South African President Cyril Ramaphosa’s recent move to increase virus restrictions came at least two weeks too late, the South African Medical Association said in an emailed statement.
“We must note that there was poor government planning to have health-care facilities ready for the third wave, and we are deeply disturbed by this,” the statement said. “It is leading to mistrust of the government, specifically the capabilities of the Department of Health.”
Japan Eyes Extending Measures: Report (9:03 a.m. NY)
The Japanese government is planning to extend strong virus measures it has in place in Tokyo and other areas by two to four weeks to coincide with the early days of the Olympics, the Mainichi newspaper reported, without saying where it got the information.
Government officials have started floating the idea of holding the Olympics without spectators if the measures are extended beyond July 11, when they are set to expire, the report said. Some government officials as seeing the prospect of the games held without spectators as “unavoidable” given recent developments, according to the Mainichi.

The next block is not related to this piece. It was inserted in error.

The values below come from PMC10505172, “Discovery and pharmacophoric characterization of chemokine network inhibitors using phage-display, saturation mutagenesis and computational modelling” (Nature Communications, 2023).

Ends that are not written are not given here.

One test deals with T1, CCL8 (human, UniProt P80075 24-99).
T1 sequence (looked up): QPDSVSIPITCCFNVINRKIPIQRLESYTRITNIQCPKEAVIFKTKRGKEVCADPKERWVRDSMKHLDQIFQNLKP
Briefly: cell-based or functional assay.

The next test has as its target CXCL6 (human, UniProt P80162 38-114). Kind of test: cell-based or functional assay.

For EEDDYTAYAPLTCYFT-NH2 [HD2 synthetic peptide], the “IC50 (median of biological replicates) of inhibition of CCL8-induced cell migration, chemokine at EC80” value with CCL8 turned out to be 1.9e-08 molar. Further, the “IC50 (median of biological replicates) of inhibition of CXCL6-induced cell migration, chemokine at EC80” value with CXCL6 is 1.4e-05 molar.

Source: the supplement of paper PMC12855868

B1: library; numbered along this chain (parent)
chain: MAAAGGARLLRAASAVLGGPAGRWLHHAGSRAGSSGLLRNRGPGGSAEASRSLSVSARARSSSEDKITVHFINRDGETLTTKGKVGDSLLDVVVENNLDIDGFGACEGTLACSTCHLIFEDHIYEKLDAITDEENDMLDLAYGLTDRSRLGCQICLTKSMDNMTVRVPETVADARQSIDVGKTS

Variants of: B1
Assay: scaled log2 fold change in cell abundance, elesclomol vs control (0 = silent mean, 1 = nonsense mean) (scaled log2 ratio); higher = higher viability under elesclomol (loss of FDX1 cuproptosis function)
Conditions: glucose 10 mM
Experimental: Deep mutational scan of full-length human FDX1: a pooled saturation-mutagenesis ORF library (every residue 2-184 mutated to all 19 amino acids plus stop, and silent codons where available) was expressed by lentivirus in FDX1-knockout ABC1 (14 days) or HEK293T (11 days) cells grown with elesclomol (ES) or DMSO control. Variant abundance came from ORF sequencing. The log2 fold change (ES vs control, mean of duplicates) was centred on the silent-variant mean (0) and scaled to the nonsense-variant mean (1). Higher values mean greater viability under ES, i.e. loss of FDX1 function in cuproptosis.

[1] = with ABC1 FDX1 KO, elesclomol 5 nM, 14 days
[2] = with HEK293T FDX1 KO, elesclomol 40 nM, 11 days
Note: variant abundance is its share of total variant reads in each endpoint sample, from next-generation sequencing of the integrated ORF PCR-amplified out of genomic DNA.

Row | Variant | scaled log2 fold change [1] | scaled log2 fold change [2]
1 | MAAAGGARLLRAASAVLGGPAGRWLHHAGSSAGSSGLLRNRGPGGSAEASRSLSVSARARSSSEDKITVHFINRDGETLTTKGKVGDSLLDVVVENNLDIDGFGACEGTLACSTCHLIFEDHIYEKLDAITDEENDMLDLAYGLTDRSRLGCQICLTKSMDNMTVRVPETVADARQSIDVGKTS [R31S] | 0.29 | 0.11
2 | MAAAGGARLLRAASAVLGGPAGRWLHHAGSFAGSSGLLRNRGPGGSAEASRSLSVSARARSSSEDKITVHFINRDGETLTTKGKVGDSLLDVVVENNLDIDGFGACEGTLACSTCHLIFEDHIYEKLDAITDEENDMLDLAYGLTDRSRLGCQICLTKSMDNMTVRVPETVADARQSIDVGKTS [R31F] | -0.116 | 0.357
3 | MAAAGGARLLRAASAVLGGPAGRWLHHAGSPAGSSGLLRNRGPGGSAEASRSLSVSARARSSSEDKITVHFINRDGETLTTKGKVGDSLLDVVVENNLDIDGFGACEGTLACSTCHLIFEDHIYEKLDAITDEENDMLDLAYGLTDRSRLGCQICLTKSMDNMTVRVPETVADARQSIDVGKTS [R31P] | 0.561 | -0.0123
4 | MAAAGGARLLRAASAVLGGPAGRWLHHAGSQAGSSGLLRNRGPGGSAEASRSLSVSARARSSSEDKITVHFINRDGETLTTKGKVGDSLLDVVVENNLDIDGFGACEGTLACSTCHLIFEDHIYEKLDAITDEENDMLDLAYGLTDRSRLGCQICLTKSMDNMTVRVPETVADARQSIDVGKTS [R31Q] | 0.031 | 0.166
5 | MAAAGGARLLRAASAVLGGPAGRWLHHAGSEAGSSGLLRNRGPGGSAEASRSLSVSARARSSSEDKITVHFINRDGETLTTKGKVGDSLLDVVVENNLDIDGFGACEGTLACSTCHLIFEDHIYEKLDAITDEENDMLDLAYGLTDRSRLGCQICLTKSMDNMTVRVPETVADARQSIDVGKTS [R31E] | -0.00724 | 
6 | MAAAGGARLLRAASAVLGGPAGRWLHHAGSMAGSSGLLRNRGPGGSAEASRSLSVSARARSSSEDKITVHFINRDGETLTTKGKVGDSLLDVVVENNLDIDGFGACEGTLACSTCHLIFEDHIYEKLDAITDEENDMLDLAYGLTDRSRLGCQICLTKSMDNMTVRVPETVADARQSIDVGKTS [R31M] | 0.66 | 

Tokyo reported 476 confirmed cases on Tuesday. The seven-day average of new cases is now 22% higher than what it was a week ago. Jiji reported earlier that Tokyo will suspend part of the Olympic Torch relay due to start July 9 in the outskirts of the city because of concern about the virus spread.
Ireland Delays Easing Some Restrictions (8:23 a.m. NY)
Ireland will delay easing some lockdown restrictions amid the spread of the delta variant. Indoor hospitality, which was due to resume on July 5, has been pushed back indefinitely.
There is a “real risk of greatly increased spread of the virus” if the government does not slow the reopening, Irish Prime Minister Micheal Martin said in a national address. The government plans to devise a vaccine certificate program to allow those who have either recovered from Covid-19 or received their jabs to eat indoors. Other measures, such as increasing the number of attendees at outdoor events, will continue as planned.